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2020 Democratic hopefuls back striking Stop & Shop workers

Sen. Elizabeth Warren visited picketing workers outside a Massachusetts store on Friday

Democratic presidential candidate Sen. Elizabeth Warren (D-MA) arrives to join the picket line with striking Stop & Shop workers on April 12, 2019 in Somerville, Massachusetts. On Thursday, 31,000 unionized Stop & Shop workers across New England walked off the job in an ongoing strike in response to a proposed contract which the United Food & Commercial Workers union says would cut health care benefits and pensions for employees. (Scott Eisen/Getty Images)

A New England grocery store strike is giving Democratic presidential hopefuls a chance to demonstrate their support for organized labor.

Democratic Sen. Elizabeth Warren greeted striking workers on a picket line in Somerville, Mass., on Friday — and of course, she brought Dunkin’ donuts and coffee.

“Unions built America’s middle class — unions will be rebuilding American’s middle class,” Warren told the crowd, according to the Boston Globe.

And according to WBZ radio, Warren was talking about the tax benefits that the grocery store chain received from the 2017 tax code overhaul. She is not the only 2020 White House contender to have weighed in.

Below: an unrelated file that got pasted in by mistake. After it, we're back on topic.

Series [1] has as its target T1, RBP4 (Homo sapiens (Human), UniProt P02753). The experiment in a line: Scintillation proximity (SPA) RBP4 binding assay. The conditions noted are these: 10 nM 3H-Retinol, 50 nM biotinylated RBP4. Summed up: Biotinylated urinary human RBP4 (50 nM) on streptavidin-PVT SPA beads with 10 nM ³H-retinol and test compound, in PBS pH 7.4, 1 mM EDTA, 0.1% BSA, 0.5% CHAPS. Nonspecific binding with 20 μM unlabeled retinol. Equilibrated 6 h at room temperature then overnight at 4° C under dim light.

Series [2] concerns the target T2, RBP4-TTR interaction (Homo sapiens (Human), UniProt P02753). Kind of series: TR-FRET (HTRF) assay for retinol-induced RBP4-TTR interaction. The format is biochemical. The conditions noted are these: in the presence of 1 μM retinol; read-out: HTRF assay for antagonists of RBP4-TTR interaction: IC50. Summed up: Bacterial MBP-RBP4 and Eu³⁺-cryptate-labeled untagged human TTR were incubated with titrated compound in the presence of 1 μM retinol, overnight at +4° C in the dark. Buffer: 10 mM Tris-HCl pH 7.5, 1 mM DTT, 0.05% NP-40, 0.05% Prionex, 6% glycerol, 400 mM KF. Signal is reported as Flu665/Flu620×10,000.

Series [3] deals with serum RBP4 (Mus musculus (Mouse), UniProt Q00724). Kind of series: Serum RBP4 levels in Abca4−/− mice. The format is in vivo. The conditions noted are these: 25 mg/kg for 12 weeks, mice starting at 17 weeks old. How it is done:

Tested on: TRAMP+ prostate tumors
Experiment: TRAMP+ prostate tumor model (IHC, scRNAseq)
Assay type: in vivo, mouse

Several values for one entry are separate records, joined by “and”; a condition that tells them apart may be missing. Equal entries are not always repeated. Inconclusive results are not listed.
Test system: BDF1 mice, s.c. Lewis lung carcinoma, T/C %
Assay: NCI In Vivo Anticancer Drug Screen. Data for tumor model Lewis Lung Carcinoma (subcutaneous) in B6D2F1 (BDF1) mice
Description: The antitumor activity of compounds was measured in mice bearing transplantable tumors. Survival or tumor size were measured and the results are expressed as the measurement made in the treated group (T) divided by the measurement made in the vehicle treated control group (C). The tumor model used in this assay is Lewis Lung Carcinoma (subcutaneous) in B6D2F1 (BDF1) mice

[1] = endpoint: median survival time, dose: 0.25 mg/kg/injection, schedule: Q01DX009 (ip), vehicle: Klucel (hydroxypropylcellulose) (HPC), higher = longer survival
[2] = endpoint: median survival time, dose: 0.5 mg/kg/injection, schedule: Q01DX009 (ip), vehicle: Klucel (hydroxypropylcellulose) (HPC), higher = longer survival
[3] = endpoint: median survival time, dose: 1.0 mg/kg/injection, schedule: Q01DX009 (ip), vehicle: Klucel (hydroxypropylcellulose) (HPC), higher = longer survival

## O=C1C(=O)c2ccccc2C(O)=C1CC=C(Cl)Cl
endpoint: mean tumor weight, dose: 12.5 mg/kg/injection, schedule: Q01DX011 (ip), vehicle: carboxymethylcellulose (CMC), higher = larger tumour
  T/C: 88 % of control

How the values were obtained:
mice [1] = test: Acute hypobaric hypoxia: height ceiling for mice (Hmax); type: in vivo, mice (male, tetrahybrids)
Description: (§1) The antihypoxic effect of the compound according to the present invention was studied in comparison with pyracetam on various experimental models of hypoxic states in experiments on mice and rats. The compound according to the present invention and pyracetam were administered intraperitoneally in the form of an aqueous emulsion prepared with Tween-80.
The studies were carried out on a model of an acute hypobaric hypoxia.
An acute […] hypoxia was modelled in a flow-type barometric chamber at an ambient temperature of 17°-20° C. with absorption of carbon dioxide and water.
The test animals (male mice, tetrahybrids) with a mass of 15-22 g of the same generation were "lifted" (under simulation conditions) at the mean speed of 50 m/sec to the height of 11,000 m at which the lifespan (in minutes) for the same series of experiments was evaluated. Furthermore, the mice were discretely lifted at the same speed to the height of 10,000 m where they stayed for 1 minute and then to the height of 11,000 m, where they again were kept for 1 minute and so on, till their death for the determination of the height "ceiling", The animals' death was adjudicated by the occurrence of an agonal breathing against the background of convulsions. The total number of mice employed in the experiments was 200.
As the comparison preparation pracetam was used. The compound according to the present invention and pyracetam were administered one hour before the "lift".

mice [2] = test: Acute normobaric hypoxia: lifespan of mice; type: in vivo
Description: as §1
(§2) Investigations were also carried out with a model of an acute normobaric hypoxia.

“I stand with the thousands of Stop & Shop workers across New England who deserve a raise, a secure retirement and access to affordable health care. I urge Stop & Shop management to immediately work with labor and come to terms on a fair contract,” New Jersey Democratic Sen. Cory Booker said in a statement. “As President, I will put working families first and expand workers’ rights across this country so that everyone has a livable wage, a secure retirement and access to health care as a fundamental right.”

Others on the campaign trail, including Democratic Sens. Kirsten Gillibrand of New York and Kamala Harris of California, offered statements of support on Twitter. 

Roughly 31,000, United Food and Commercial Workers-affiliated employees of Stop & Shop stores throughout New England went on strike Thursday. They argued that a final contract offer from the grocery store chain, which is a division of Netherlands-based food retailer Ahold Delhaize, was not sufficient.

The Stop & Shop brand exited New Hampshire in 2013, though the same corporate parent now owns the Hannaford chain that operates throughout New England.

Southern New Hampshire is also in the Boston media market, where the Stop & Shop contract negotiations have been leading the news along with the weather forecast for the Boston Marathon on Monday.

The images of picketing workers outside grocery stores are nothing new to the voters of the Granite State. Protests outside Market Basket stores were a common site in the summer of 2014, in response to a leadership battle over control of that supermarket chain.

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